CN: Discussion of food restriction, weight bias, and weight loss for children

WW, the company formerly known as Weight Watchers has introduced an app called Kurbo for weight loss for children and teens. The app says it’s designed to help kids and teens “develop good habits,” but the home page sends a different message. The headline says, “Reach a healthier weight with Kurbo,” and that’s exactly why it’s problematic. The app sends a dangerous message to young people, and encouraging young people to diet can have lifelong negative consequences.

How the App Works, and Why It’s a Problem

Kurbo uses a traffic-light system, which labels food according to traffic light categories: green, yellow and red. Green foods are “healthy” foods such as lean meats and fresh fruits and vegetables. Yellow foods are foods such as low-fat dairy products and bread. Red foods are fried foods, full-fat dairy products and most sweets.

The app encourages children to eat mostly green foods and limit red foods. This sets up a problematic idea: that foods are inherently “good” or “bad,” rather than all food choices being morally equal. After all, red means to stop. Thinking of food in moral terms can lead to guilt, shame and disordered eating.

The app also only requires parental consent for children under the age of 13, which means teens could use this on their own, with no parental involvement or help.

Photo Credit: Pixabay

Why Focusing on Weight Loss for Children and Teens Is a Problem

Many parents have internalized society’s message that only certain weights are acceptable. Even health professionals encourage intentional weight loss for children and teens who don’t fit certain categories on BMI charts. This is misguided and potentially dangerous for several reasons:

BMI is a Flawed Measurement

BMI was invented in the 1830s, and it doesn’t reflect an understanding of the diversity of bodies. Bodies come in a variety of sizes, and bodies fluctuate in weight, especially during adolescence. Although a child or teen might seem “overweight” to parents or family members, putting a young person on a diet is unnecessary and potentially damaging.

Dieting Doesn’t Work

Multiple studies show that dieting doesn’t work for adults. According to registered dietician Christy Harrison, “Numerous studies have shown that among people who lose weight, more than 90% gain it back over the long run.” It dieting doesn’t work for adults, why would it work for kids?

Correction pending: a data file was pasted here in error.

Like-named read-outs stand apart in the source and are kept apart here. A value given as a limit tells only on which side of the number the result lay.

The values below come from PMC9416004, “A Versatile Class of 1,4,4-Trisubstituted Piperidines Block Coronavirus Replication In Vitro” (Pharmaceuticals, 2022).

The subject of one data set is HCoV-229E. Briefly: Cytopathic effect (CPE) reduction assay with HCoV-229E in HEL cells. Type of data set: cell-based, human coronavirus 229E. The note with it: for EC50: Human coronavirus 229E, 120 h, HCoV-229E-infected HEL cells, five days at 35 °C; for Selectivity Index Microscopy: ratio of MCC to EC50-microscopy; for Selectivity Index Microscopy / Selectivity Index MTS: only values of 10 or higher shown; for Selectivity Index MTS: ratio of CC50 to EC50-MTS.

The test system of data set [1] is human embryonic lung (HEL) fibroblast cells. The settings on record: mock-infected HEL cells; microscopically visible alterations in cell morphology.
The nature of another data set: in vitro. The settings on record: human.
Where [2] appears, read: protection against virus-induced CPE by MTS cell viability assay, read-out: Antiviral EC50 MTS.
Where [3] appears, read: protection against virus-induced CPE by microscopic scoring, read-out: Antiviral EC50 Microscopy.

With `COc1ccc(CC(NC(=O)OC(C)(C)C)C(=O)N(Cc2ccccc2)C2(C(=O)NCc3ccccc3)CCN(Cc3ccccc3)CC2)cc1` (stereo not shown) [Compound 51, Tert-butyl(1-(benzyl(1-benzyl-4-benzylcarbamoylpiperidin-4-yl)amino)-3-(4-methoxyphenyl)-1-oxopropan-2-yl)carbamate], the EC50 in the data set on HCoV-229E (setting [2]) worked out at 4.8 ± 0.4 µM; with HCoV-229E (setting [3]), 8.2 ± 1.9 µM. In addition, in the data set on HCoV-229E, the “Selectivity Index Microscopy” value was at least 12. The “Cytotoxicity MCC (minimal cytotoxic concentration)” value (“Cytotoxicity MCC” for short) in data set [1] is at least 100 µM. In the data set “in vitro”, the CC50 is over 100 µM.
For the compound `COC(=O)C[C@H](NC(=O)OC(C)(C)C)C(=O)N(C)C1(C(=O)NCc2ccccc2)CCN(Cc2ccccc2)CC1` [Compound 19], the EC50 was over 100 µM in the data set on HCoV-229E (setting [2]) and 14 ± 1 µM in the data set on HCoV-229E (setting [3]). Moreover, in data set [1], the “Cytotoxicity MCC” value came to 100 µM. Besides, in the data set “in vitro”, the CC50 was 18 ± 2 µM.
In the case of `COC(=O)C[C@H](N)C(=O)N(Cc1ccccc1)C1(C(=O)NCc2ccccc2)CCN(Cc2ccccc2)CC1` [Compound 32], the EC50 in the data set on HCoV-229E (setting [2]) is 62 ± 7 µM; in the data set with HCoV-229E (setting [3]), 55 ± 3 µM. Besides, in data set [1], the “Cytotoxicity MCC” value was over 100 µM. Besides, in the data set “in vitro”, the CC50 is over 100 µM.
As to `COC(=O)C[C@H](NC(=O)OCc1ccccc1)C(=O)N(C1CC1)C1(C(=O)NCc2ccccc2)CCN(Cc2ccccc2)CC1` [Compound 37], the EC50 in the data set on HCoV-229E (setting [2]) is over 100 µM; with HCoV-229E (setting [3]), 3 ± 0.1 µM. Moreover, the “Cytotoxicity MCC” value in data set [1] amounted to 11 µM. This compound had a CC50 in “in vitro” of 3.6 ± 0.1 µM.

Dieting also promotes cycles of weight loss and regain, which is also known as yo-yo dieting. Weight cycling increases the risk of high blood pressure, chronic inflammation, and mortality, regardless of a person’s weight.

Dieting Leads to Weight Bias

By putting this app in the hands of children and teens, it implies that there is something wrong with their bodies. That their bodies need to be smaller. It doesn’t take into account the lack of control many children and teens have over what they eat or other important factors such as economic status. By telling children and teens that they need to monitor their weight, the app is feeding into the weight bias that’s so prevalent in our society.

Weight stigma, also known as anti-fat bias or fatphobia, is the experience of being discriminated against or bullied due to weight. Bullying can lead to depression, anxiety, health issues, and lower levels of academic achievement.

Weight stigma can also lead to higher rates of type 2 diabetes, hypertension, and mortality. In fact, many of the issues blamed on body size may be due to weight stigma. A 2017 study cited by Harrison found that weight stigma had a greater effect on health than what people ate, and as much of an effect as someone’s level of physical activity.

Dieting Can Lead to Eating Disorders

Children are aware of how people in larger bodies are treated at an early age. They are also aware of dieting. Dieting and preoccupation with food is one of the most common symptoms of an eating disorder. According to one study, more than 55% of high school girls and 30% of high school boys reported disordered eating symptoms such as fasting, using diet pills, purging, and binge eating.

Disordered eating can lead to an eating disorder, and eating disorders have serious health consequences. Eating disorders also can be overlooked if the child or teen is not weight suppressed.

Photo Credit: Pixabay

What to Do Instead of Using an App

Given the stigma that exists in our society around having a larger body, it’s natural for parents to be concerned about a child that may have a larger body. Instead of worry about body size, though, the American Academy of Pediatrics (AAP) suggests other ways of interacting with children around food and exercise.

The first suggestion is to avoid and discourage dieting. Encourage eating a variety of foods and finding activities that are enjoyable. The AAP also suggests promoting positive body image. This starts with parents avoiding diet talk and criticism of their bodies.

The AAP’s third suggestion is to eat family meals, which provide time to bond and enjoy food. They also encourage families to avoid weight talk and to ask children about whether they’ve been teased or bullied about weight.

Their last suggestion is to monitor weight loss in adolescents who “need to lose weight.” A better approach is to note weight loss in teens and keep a close eye on the development of disordered behaviors. Shift the focus away from their weight and discourage dieting. Instead, focus on eating in a way that makes their bodies feel good and moving in ways that they enjoy.

Most of all, do not use an app to track food.

Melinda Sineriz is a freelance writer and fat acceptance advocate. Read more of her thoughts on Twitter or visit her website to learn more.